Media tycoon Kerry Packer dies at 68

Australia’s richest man, media mogul Kerry Packer, known throughout the world for his love of sports and gambling, has died at 68.

Australia’s richest man, media mogul Kerry Packer, known throughout the world for his love of sports and gambling, has died at 68.

Packer – listed by Forbes magazine this year as the 94th richest man in the world with a £2.8 billion fortune – died at his Sydney home yesterday, according to a family statement released through his Nine Network national television broadcaster.

“He died peacefully at home with his family at his bedside,” the statement said.

He amassed his billions from his family company, Publishing & Broadcasting Ltd, which he inherited from his father. He handed the day-to-day running of the giant company to his son James some years ago.

The media empire included Australia’s most popular television network and a stable of profitable magazines.

While Packer’s business empire made his name in Australia, it was his love of sports and gambling that earned him worldwide fame.

In 1977, he reinvented limited-overs cricket to make it more appealing to a mass television audience.

Players in the Packer-backed World Series Cricket swapped their traditional white clothing for multi-coloured uniforms disparagingly referred to by some as pyjamas.

The new format was attacked as gaudy by traditionalists, but helped revitalise the game. It was also controversial because it featured players from South Africa who were at that time subject to sporting sanctions aimed at ending their country’s apartheid regime.

The Australian and South African cricket teams stood for a minute’s silence in memory of Packer in Melbourne before play started on day two of the second Test.

Packer will be missed by casino bosses around the world.

He haunted baccarat tables at casinos from London to Las Vegas and his love of gambling inspired him to buy Melbourne’s Crown Casino complex, Australia’s largest. PBL is also developing casinos in Macau with Asian businessman Stanley Ho.

Reports of huge losses in the tens of millions surfaced from time to time but Packer either refused to comment on them or brushed them off.

Son of newspaper and magazine mogul Sir Frank Packer, Kerry began his career in the industry at 19, working in the printing room of his father’s Daily Telegraph newspaper in Sydney.

Packer was trained in all aspects of his father’s business except as a reporter. He had shown little academic ability at school, later attributed to the eye condition dyslexia, and was not considered journalistic material.

Packer was not first in line to take over the running of his father’s empire, but his older brother Clyde fell out with his father in 1972, and remained largely estranged from the remaining Packer family until his death in 2001.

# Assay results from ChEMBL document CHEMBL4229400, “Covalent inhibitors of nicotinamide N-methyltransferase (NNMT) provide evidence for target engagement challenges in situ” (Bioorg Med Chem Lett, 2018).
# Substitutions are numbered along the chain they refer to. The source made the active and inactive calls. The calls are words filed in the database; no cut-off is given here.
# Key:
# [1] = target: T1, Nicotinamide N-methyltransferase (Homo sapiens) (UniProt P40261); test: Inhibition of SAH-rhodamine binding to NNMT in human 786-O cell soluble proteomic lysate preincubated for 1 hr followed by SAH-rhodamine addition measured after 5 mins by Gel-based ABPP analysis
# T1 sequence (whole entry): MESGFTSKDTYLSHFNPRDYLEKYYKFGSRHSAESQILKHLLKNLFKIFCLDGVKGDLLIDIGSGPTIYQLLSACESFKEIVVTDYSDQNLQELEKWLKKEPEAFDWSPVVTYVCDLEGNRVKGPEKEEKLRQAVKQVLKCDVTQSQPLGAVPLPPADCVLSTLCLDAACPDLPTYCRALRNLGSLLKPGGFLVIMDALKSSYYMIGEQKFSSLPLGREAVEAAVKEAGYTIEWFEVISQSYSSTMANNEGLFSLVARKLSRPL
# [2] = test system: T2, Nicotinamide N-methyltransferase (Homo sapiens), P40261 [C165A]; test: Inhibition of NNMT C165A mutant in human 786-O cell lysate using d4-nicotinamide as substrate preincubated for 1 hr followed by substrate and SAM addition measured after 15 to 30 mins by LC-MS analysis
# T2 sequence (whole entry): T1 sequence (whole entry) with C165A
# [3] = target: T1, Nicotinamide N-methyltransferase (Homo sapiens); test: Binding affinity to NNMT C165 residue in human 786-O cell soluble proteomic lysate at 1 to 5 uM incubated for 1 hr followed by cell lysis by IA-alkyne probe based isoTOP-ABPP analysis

Packer was announced as chairman of Australian Consolidated Press, now the magazine publishing subsidiary of PBL, in 1974, a few days after his father’s funeral.

Packer inherited two television stations, five radio stations, nine provincial newspapers and the biggest magazine publishing company in the country. The Daily Telegraph had been sold two years earlier to rival Australian media mogul Rupert Murdoch.

By the late 1980s, Packer had acquired another magazine business, bought and sold the nation’s largest engineering company and expanded programming at Nine.

Packer also bought property and in the late 1980s became one of Australia’s largest landowners and cattle barons. His Australian properties were said to cover an area bigger than Belgium.

The powerful businessman was courted by prime ministers and was credited with using his media empire to make or break governments.

However, he was not a one-party supporter – according to former Labour Party prime minister Bob Hawke, Packer “preferred winners to losers”.

In 1987, Packer made the deal of a lifetime when he sold his two television stations to up-and-coming entrepreneur Alan Bond for one billion Australian dollars – Packer’s own financial advisers believed the stations were worth just 400 million dollars).

Packer bought the TV stations back three years later for just 200 million dollars.

A giant of a man who was said to live on hamburgers and milkshakes, Packer was nonetheless a keen sports fan and in the 1980s began devoting his time and money to the sport of polo.

The family statement did detail the cause of his death, but Packer had long been plagued by ill health.

In 2000, he received a new kidney donated by his long-time helicopter pilot and friend Nick Ross. The operation left him without either of his own kidneys - the first was removed in the 1980s after doctors found it to be cancerous.

In 1990, he had a heart attack while playing polo and his heart stopped for about seven minutes before he was revived by paramedics using a defibrillator.

Days later, he donated three million dollars to equip all ambulances in New South Wales state with defibrillators. Machines bought with the donations were irreverently branded “Packer Whackers”.

He had heart bypass surgery later in 1990, but had a second heart attack in 1995.

According to journalist Paul Barry, author of the unofficial biography The Rise and Rise of Kerry Packer, the billionaire’s power “was frightening to some, but to others he seemed to be a champion of Australian values and the common man”.

Kerry Packer is survived by his wife of 42 years, Roslyn; a son and a daughter, James and Gretel.

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